Faculty focus on Honor Code and Fundamental Standard

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Stanford’s Honor Code and Fundamental Standard outline expected conduct among students.

Greater campus attention needs to be paid to increasing awareness and understanding of the Honor Code, the university’s longstanding policy outlining expectations around academic conduct. That was the conclusion many members of the university’s Faculty Senate reached after a discussion designed to consider whether the Honor Code and the Fundamental Standard adequately serve the campus community.

The Honor Code, written by students in 1921, articulates the university’s expectations of students and faculty in “establishing and maintaining the highest standards in academic work.” It specifies that students will not give or receive aid in examinations or class work and will take an active role in ensuring that other students uphold the code. For their part, faculty express confidence in the honor of the students by refraining from proctoring exams and taking unusual or excessive precautions to prevent dishonest behavior.

The Fundamental Standard was developed in 1896 and articulates the university’s standards of conduct for students, who are “expected to show both within and without the University such respect for order, morality, personal honor and the rights of others as is demanded of good citizens.”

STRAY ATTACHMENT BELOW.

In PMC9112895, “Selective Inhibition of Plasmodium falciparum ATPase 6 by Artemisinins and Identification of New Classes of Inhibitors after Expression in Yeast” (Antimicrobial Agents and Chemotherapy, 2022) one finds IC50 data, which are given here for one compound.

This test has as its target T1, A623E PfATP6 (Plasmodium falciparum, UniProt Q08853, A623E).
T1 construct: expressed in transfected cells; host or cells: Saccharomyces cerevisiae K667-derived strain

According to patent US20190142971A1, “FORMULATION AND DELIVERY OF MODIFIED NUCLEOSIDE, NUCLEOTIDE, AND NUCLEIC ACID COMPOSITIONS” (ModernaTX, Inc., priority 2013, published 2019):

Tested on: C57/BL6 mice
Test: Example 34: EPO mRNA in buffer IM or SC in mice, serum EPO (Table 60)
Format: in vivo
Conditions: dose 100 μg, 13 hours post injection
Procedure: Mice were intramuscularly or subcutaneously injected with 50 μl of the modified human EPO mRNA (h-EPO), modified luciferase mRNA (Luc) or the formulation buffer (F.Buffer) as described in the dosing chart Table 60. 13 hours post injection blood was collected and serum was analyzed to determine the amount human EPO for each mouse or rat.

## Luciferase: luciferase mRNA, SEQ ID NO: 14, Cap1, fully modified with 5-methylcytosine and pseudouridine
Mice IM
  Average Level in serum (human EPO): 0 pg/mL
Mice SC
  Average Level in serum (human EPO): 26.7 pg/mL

According to a survey conducted in 2016-17, about 10 percent of students admit to committing Honor Code violations and 50 percent have observed other students in violation of the code. Forty percent of faculty report suspecting an Honor Code violation in the last five years. Students admit to violations mostly on problem sets and computer code, while faculty are more likely to detect them on exams and papers.

The majority of students polled agreed they were “offended” and “harmed” by those violating the Honor Code, but were hesitant to report violations. Sixty-five percent reported taking no action after observing a fellow student violating the Honor Code. Among the reasons given were the belief that the violation was too minor, uncertainty about whether an infraction occurred and concerns about harming the violator.

The Office of Community Standards (OCS) is tasked with adjudicating violations of the Honor Code and Fundamental Standard. OCS processed the 207 cases referred to the office in the 2017-18 academic year, involving either the Honor Code or Fundamental Standard or both.

The vast majority of the cases (98 percent) were referred by faculty, teaching assistants and lecturers. Of the 180 Honor Code cases handled by OCS, 131 were charged. Twenty-six Fundamental Standard cases resulted in 14 charges. One case involved charges of violating both the Fundamental Standard and the Honor Code.

OCS cases are resolved through the early resolution option (ERO) or by judicial panels. ERO applies to all cases involving uncontested first-offense Fundamental Standard and Honor Code violations. Judicial panels are composed of trained students, faculty and staff who conduct hearings and determine whether a violation occurred and, if so, determine sanctions.

Of the 131 Honor Code cases charged in 2017-18, 109 were resolved through ERO, 12 were resolved through a judicial panel and 10 are still pending. Ten of the 15 Fundamental Standard cases charged were resolved through ERO, three through a judicial panel and two cases are still pending.

A wide variety of sanctions can be applied to redress student misconduct, ranging from community service to expulsion, as outlined in the Penalty Code.

Read the extended story in Stanford Report.